Are Your Thermostatic Mixing Valves (TMV’s) Maintained as required to prevent Scalding and Compliant as Part of Your Legionella Risk Management?

There are good reasons to install TMV’s in care homes, children homes, nursing homes and in locations where vulnerable people need protection from hot water scalding.

Thermostatic Mixing Valves (TMV’s) are not a fix and forget solution for scald protection.

Main Issues

  • Once installed TMV’s must be properly service and tested on a regular basis because scale and debris resulting from the quality of the incoming water supply can quickly lead to TMV failure and therefore to the possibility of scalding potential to users.
  • TMV’s are strictly regulated in terms of type of valve, approval of valve, installation and commissioning and in regular maintenance.  The NHS has the D08 Model Engineering Specification guide that ensures that TMV’s are fit for purpose, installed and commissioned correctly and services regularly.
  • TMV’s, if not maintained, could risk hot water back flow into the cold main supply, if no non return valve is fitted.  Hot water back flow could lead to Legionella water quality issues or potential scald risk in certain instances.
  • TMV’s are also a potential risk source for Legionella proliferation.  The pipe between the valve and point of use should be as short as possible to minimise the risk of Legionella bacteria breeding in optimum temperature conditions provided by TMV outlet warm water.  (40 degrees is ideal for Legionella growth.)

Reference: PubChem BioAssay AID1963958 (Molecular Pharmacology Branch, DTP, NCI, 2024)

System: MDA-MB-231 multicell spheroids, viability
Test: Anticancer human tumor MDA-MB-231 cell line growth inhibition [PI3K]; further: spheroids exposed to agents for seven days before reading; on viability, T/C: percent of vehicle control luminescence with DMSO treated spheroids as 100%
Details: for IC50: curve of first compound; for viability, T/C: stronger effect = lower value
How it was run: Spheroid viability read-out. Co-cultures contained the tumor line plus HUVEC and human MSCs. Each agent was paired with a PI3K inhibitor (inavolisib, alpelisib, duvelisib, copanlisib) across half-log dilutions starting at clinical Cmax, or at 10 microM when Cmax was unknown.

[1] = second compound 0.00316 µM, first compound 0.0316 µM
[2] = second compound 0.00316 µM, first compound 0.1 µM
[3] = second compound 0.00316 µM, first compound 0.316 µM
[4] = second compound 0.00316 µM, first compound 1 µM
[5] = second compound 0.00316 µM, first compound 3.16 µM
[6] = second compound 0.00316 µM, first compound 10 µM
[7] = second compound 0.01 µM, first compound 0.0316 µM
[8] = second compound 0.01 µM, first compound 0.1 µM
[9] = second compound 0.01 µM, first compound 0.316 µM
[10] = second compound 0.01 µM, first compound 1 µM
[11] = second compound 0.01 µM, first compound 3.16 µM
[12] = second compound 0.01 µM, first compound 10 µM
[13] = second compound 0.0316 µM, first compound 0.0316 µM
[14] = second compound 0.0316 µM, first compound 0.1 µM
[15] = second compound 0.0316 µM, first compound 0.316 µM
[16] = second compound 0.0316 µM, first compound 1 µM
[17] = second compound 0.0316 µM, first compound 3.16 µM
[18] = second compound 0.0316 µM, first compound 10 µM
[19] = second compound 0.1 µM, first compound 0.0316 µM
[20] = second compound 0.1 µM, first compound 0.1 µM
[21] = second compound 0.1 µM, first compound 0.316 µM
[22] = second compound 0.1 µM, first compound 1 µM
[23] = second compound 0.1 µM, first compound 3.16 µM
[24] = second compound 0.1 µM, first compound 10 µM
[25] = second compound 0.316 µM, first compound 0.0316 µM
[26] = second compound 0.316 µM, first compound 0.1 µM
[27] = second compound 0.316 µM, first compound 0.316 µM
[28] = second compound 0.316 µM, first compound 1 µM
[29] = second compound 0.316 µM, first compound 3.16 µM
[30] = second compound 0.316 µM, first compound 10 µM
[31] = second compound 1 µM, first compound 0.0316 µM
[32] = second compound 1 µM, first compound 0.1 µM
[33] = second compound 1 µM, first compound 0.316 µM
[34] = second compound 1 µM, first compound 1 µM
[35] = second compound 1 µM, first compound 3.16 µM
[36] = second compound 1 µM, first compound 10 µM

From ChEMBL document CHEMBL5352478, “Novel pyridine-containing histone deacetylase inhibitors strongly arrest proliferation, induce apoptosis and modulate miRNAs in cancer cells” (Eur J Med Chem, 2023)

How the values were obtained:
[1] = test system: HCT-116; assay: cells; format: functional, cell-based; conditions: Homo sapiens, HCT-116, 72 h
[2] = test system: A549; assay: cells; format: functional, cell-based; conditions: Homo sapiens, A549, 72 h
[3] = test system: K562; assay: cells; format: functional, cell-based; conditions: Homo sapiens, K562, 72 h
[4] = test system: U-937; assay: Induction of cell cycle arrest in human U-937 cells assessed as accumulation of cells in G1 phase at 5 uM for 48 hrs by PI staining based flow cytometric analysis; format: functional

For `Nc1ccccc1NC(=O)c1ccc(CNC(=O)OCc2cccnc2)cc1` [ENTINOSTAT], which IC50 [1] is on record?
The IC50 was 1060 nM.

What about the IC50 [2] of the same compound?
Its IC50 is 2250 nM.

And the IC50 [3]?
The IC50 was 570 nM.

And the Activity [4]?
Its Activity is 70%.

Brief Summary of Main Guidelines

  1. Type of valve TMV Valve
  • TMV is required for care homes and NHS properties.
  1. Correct installation, commissioning and set up according to manufacturers recommendations and the use. These include:
  • Water pressure, water temperatures of hot and cold feed
  • Location of the valve from point of use (close as possible but not longer than 3 meters).
  • Set up a valve to deliver the right temperatures, and check cold failsafe works correctly.
  1. Regular maintenance.
  • Annual service of valve to check performance, temperature stability, failsafe and clean of filters and valve body as required.
  • Monthly temperature checks of system both from a Legionella risk management point of view and from a scalding control point of view.
  • For Legionella risk control, the hot temperature feed should be at least 50 degrees C (after one minute) to a maximum of 60 degrees C for safe use.  The cold feed to the valve should be at less than 20 (after one minute).
  • The point of use temperature should be measured to ensure it is within 2 degrees C of the controlled set temperature to minimise scalding risk.
  1. Training
  • Adequate training and supervision should be provided to ensure that staff who maintain the premises, or assist vulnerable people, understand the risks and precautions.

For detailed information please refer to, Health Technical Memorandum 04-01: Supplement Performance specification D 08: thermostatic mixing valves (healthcare premises)

References

UKHCA Guidance – Controlling Scalding Risks from Bathing and Showering